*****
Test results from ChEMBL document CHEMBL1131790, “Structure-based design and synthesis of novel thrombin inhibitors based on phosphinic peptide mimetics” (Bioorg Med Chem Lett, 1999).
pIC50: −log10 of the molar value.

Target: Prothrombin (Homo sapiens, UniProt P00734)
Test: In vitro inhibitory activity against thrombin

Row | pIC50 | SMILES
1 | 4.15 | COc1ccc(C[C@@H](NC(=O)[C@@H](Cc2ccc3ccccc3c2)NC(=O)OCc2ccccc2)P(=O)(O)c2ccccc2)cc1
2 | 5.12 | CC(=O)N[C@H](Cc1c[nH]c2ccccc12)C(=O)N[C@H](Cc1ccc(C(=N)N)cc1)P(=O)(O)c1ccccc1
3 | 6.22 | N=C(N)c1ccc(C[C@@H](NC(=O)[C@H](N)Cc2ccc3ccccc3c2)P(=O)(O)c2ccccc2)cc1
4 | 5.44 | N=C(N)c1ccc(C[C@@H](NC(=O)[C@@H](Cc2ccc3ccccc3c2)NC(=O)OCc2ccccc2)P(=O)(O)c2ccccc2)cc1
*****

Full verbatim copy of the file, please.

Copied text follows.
Test results from ChEMBL document CHEMBL1131790, “Structure-based design and synthesis of novel thrombin inhibitors based on phosphinic peptide mimetics” (Bioorg Med Chem Lett, 1999).
pIC50: −log10 of the molar value.

Target: Prothrombin (Homo sapiens, UniProt P00734)
Test: In vitro inhibitory activity against thrombin

Row | pIC50 | SMILES
1 | 4.15 | COc1ccc(C[C@@H](NC(=O)[C@@H](Cc2ccc3ccccc3c2)NC(=O)OCc2ccccc2)P(=O)(O)c2ccccc2)cc1
2 | 5.12 | CC(=O)N[C@H](Cc1c[nH]c2ccccc12)C(=O)N[C@H](Cc1ccc(C(=N)N)cc1)P(=O)(O)c1ccccc1
3 | 6.22 | N=C(N)c1ccc(C[C@@H](NC(=O)[C@H](N)Cc2ccc3ccccc3c2)P(=O)(O)c2ccccc2)cc1
4 | 5.44 | N=C(N)c1ccc(C[C@@H](NC(=O)[C@@H](Cc2ccc3ccccc3c2)NC(=O)OCc2ccccc2)P(=O)(O)c2ccccc2)cc1